• Rodal, S.K., G. Skretting, O. Garred, F. Vilhardt, B. van Deurs, and K. Sandvig. 1999. Extraction of cholesterol with methyl-β-cyclodextrin perturbs formation of clathrin-coated endocytic vesicles. Mol. Biol. Cell. 10:961–974. [PMC free article] [PubMed]
  • Roy, S., R. Luetterforst, A. Harding, A. Apolloni, M. Etheridge, E. Stang, B. Rolls, J.F. Hancock, and R.G. Parton. 1999. Dominant-negative caveolin inhibits H-Ras function by disrupting cholesterol-rich plasma membrane domains. Nat. Cell Biol. 1:98–105. [PubMed]
  • Scheiffele, P., M.G. Roth, and K. Simons. 1997. Interaction of influenza virus haemagglutinin with sphingolipid-cholesterol membrane domains via its transmembrane domain. EMBO J. 16:5501–5508. [PMC free article] [PubMed]
  • Schootemeijer, A., A.E. Van Beekhuizen, L.G. Tertoolen, S.W. de Laat, and J.W. Akkerman. 1994. Cytosolic calcium ions regulate lipid mobility in the plasma membrane of the human megakaryoblastic cell line MEG-01. Eur. J. Biochem. 224:423–430. [PubMed]
  • Simons, K., and D. Toomre. 2000. Lipid rafts and signal transduction. Nat. Rev. Mol. Cell Biol. 1:31–39. [PubMed]
  • Song, S.K., S. Li, T. Okamoto, L.A. Quilliam, M. Sargiacomo, and M.P. Lisanti. 1996. Co-purification and direct interaction of Ras with caveolin, an integral membrane protein of caveolae microdomains. Detergent-free purification of caveolae microdomains. J. Biol. Chem. 271:9690–9697. [PubMed]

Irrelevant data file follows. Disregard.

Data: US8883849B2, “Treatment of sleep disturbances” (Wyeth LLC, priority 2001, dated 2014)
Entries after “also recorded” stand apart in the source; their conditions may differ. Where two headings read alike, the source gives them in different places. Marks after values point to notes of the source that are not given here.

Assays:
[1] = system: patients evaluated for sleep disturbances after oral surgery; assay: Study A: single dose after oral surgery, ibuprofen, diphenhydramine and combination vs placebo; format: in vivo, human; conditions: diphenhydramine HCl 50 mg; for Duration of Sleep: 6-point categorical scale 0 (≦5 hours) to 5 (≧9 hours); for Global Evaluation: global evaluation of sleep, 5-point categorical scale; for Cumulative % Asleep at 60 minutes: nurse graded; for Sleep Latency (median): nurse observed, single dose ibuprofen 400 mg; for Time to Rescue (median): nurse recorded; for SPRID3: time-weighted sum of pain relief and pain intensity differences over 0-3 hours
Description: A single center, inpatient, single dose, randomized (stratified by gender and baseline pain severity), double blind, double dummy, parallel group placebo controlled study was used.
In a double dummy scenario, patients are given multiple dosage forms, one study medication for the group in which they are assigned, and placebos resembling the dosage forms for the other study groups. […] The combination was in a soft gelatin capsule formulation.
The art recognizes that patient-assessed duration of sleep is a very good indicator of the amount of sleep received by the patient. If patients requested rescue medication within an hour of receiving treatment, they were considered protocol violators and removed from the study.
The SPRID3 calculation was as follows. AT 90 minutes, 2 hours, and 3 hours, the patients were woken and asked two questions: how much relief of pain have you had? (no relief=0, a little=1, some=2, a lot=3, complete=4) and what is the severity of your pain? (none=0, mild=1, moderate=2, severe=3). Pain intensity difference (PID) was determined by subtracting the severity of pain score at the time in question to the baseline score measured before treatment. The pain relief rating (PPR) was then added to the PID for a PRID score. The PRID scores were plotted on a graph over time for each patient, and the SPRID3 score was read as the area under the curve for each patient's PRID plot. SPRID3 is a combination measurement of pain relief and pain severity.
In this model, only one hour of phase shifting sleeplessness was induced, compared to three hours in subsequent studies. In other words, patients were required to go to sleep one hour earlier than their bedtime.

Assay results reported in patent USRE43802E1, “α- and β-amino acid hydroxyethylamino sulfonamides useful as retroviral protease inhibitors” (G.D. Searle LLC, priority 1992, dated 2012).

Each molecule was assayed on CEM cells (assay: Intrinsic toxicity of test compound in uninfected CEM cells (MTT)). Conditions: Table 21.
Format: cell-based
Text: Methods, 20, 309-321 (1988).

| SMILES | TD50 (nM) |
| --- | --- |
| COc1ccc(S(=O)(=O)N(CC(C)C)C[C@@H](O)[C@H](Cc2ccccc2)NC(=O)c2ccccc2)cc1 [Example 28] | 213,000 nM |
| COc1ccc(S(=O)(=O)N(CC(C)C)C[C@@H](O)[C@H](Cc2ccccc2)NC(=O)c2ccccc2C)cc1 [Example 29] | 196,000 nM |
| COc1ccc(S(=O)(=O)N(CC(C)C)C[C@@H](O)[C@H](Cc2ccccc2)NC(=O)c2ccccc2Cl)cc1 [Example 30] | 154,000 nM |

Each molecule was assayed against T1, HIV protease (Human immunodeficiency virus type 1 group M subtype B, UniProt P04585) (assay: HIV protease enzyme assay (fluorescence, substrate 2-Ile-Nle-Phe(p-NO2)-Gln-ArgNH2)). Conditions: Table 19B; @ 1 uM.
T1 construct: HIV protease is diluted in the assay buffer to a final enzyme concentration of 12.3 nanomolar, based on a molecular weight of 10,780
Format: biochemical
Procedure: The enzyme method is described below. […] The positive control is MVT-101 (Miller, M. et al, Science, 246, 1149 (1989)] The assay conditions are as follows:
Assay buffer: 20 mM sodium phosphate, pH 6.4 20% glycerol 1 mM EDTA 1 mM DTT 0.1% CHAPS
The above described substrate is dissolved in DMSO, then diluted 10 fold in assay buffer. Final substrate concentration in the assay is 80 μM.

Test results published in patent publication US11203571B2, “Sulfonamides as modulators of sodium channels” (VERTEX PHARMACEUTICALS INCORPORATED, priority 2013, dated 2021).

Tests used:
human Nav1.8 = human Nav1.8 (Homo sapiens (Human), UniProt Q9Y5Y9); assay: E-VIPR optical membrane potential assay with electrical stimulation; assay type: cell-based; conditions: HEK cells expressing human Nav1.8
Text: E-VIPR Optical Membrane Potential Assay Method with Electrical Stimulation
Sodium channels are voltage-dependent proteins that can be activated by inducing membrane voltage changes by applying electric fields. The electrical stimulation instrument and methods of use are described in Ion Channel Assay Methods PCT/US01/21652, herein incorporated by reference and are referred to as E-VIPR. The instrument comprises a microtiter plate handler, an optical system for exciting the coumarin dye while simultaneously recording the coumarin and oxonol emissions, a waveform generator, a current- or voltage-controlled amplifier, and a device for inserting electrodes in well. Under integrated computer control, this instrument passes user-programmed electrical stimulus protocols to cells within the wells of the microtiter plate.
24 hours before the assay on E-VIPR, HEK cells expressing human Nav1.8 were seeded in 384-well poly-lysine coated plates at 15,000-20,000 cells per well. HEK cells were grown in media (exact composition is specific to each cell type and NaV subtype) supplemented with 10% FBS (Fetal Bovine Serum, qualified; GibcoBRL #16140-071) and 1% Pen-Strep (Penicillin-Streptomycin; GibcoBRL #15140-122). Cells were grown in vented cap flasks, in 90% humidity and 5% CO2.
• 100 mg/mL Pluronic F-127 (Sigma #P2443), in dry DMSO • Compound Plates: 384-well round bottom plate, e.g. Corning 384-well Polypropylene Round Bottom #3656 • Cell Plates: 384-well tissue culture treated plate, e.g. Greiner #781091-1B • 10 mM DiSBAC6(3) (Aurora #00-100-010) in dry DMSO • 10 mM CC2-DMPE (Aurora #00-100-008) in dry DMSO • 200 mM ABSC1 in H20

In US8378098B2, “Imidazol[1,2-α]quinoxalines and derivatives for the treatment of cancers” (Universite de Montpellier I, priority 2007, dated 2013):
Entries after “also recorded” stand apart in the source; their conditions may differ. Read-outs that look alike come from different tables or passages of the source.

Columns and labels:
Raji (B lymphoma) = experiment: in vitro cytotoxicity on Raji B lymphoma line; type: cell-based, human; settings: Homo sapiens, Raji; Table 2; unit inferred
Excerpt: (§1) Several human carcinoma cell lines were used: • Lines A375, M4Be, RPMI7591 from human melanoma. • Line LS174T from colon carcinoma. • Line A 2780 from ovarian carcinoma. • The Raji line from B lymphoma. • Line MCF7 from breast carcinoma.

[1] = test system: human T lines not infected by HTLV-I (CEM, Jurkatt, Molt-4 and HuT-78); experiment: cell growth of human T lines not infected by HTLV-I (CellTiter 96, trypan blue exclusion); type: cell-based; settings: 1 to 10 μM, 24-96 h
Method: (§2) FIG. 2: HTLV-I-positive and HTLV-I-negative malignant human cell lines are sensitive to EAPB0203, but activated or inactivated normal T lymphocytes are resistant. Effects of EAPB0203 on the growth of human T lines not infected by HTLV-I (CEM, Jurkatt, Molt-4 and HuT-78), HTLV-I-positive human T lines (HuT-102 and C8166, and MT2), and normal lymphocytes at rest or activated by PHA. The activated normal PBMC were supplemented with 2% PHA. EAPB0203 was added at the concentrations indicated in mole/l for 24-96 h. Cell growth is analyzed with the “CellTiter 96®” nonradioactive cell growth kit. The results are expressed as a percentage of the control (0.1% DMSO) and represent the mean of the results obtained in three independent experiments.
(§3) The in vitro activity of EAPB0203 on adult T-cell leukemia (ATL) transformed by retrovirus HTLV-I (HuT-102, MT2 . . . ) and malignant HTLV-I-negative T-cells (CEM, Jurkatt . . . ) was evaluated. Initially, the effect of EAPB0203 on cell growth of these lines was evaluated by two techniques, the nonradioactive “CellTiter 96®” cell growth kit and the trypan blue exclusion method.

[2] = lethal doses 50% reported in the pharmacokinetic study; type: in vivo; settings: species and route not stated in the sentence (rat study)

• Varma, R., and S. Mayor. 1998. GPI-anchored proteins are organized in submicron domains at the cell surface. Nature. 394:798–801. [PubMed]
  • Walsh, A.B., and D. Bar-Sagi. 2001. Differential activation of the Rac pathway by Ha-Ras and K-Ras. J. Biol. Chem. 276:15609–15615. [PubMed]
  • Willumsen, B.M., A. Christensen, N.L. Hubbert, A.G. Papageorge, and D.R. Lowy. 1984. The p21 ras C-terminus is required for transformation and membrane association. Nature. 310:583–586. [PubMed]
  • Yan, J., S. Roy, A. Apolloni, A. Lane, and J.F. Hancock. 1998. Ras isoforms vary in their ability to activate Raf-1 and phosphoinositide 3-kinase. J. Biol. Chem. 273:24052–24056. [PubMed]

Articles from The Journal of Cell Biology are provided here courtesy of The Rockefeller University Press


Related citations in PubMed

See reviews...See all...

Cited by other articles in PMC

See all...


Recent Activity

Your browsing activity is empty.

Activity recording is turned off.

Turn recording back on

See more...